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Based on a 2017 novel sharing the same name, this drama release certainly releases a perfectly pent up rage to the system and following the solid talents of its lead, ‘The Hate U Give’ becomes a film that well and truly took me by surprise.

Starr Carter (Amandla Stenberg), her brother and half brother attend a popular school away from the predominantly black neighbourhood where they grew up and live. On a drive home from a party in this part of town, Starr and childhood friend Khalil (Algee Smith) are pulled over by a white cop and she witnesses Khalil getting shot. In the tornado of anger that follows, Starr must decide whether she can stand up and find her voice to speak out about what she saw.

George Tillman Jr. is a director who’s been behind the camera for comedies on the most part, so this is a fair departure from his previous work. He’s taken from the source material of Angie Thomas’ book and with Audrey Wells’ screenplay, this becomes a powerful recipe for a motivational, provoking piece of drama. Tillman Jr. ensures the film has more than a couple uses of commanding imagery; ones that evoke clear parallels to the saddening events frequently seen from America and their police against black people.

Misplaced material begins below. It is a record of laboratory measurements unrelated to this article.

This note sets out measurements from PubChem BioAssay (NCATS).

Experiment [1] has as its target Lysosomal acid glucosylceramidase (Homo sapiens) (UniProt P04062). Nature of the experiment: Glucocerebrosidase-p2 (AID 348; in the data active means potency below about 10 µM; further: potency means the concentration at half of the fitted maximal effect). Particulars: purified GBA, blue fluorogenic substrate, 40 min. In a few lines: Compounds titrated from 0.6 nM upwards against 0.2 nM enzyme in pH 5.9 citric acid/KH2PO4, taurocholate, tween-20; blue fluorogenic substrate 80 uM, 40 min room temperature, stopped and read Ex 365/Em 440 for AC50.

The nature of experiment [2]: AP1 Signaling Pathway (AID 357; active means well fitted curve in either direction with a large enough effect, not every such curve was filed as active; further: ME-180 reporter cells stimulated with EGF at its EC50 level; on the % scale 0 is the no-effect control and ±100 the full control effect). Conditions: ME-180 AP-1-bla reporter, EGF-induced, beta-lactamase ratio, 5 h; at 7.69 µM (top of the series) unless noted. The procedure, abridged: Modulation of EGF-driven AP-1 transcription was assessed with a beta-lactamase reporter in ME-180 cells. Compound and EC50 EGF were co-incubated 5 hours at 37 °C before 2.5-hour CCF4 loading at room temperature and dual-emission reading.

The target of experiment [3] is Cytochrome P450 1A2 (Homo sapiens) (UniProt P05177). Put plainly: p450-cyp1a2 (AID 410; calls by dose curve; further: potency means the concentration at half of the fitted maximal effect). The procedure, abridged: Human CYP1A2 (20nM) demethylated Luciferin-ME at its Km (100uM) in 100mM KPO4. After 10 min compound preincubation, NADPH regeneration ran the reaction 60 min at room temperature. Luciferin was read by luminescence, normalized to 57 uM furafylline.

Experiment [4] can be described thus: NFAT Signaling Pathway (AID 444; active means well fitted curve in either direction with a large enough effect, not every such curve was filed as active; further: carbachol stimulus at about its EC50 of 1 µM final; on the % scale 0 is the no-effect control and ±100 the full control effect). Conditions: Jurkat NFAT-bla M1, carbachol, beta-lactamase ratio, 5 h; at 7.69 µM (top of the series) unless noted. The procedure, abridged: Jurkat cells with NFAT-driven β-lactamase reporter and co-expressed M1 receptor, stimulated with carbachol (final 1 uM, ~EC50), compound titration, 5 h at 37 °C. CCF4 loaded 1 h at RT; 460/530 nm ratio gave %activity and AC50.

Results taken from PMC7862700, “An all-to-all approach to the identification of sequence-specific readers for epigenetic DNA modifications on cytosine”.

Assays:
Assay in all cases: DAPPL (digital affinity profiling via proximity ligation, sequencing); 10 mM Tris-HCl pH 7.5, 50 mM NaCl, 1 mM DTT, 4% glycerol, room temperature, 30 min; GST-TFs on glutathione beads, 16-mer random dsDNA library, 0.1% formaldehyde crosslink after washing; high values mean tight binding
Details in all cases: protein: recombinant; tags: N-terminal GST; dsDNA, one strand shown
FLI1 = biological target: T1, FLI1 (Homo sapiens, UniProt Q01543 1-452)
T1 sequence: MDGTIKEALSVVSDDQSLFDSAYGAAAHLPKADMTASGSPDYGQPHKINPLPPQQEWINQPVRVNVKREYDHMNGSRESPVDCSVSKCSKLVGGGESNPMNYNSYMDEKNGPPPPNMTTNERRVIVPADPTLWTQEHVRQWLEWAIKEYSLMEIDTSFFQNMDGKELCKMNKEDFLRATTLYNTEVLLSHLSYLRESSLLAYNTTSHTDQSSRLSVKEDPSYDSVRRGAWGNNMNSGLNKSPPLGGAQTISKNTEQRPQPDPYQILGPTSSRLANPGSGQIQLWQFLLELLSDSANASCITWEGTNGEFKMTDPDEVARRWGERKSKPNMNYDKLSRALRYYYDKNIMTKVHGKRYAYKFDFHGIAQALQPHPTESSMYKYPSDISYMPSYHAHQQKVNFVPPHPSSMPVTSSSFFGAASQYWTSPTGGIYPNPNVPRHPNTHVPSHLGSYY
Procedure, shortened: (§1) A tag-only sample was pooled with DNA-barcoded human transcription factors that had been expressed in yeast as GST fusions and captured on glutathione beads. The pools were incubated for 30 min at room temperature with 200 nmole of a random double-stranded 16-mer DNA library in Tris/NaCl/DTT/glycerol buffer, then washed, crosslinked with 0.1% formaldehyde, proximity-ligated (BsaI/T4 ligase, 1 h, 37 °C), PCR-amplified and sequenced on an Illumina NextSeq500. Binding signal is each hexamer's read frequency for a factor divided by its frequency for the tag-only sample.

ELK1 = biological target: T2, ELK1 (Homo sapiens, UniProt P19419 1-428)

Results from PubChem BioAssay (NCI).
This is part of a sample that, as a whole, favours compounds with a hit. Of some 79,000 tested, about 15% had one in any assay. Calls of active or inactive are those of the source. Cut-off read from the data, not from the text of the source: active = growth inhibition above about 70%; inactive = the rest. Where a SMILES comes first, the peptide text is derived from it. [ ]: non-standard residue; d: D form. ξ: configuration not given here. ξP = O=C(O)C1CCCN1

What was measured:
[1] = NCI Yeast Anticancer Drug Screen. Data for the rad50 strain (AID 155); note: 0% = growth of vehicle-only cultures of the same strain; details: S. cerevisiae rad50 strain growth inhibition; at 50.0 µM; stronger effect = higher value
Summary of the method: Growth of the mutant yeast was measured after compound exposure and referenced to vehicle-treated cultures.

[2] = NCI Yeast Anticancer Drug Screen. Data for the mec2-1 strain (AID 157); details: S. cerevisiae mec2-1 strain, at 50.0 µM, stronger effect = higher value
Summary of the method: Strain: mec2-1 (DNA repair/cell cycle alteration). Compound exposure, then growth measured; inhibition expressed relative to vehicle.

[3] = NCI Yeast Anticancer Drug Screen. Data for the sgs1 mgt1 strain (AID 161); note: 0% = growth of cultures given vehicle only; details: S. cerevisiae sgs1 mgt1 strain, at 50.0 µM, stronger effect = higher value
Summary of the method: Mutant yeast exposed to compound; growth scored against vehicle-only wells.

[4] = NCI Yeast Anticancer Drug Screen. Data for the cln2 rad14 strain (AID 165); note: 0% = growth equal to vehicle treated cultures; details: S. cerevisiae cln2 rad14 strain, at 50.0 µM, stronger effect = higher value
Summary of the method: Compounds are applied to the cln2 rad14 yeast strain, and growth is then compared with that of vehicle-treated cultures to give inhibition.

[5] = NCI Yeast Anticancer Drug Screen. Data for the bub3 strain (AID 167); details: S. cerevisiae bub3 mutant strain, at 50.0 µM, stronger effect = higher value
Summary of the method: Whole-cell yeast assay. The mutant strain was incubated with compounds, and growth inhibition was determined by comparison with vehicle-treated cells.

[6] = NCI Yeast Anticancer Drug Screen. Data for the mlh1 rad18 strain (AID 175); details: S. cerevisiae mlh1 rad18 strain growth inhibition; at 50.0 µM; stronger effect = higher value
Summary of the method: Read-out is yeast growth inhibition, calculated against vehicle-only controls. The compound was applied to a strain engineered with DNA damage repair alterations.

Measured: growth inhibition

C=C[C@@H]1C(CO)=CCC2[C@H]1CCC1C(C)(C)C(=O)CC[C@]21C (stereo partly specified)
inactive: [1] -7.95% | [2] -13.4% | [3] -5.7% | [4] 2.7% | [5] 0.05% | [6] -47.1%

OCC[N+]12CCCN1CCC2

It’s a film which had me almost on the verge of tears not just once but a few times. This emotion stems from an enraged kind of sadness which surges up and out as the narrative progresses to some brave places and the injustice keeps on going. The whole issue of black lives mattering is a constant thread and this front which Starr places on herself away from her home of Garden Heights, an embodiment of nonthreatening, perfectly proper schoolgirl to cater to the white students is thematically strong throughout.

‘The Hate U Give’ does have some necessary sprinkles of charming dialogue too, moments that save the movie from being too melodramatic. Chats about Harry Potter or what dish mac n cheese is really make the characters feel real. There isn’t just frustration to the police brutality to be had, there are humourous aspects which tie in nicely amongst the more emotional, drama driven beats. There are a couple of cases where dialogue feels fairly on the nose and that stale YA adaptation aura threatens to wash in but it often escapes those clutches and is an extremely relevant film with a chorus of mighty performances.

None more so than Amandla Stenberg who is a sensation as Starr. She truly lights up the film, as her character name suggests she really is a dazzling star in this, her smile is infectious and the neutral sitting back approach of her almost double life is perfectly performed leading her to act with great explosions of emotion when the drama boils over.

‘The Hate U Give’ is a movie that must be seen, it’s got a lot to say and there’s an unmistakable quiet buzzing of anger which rises and rises to dramatically outstanding effect.

8/10

 

The Little Stranger (2018)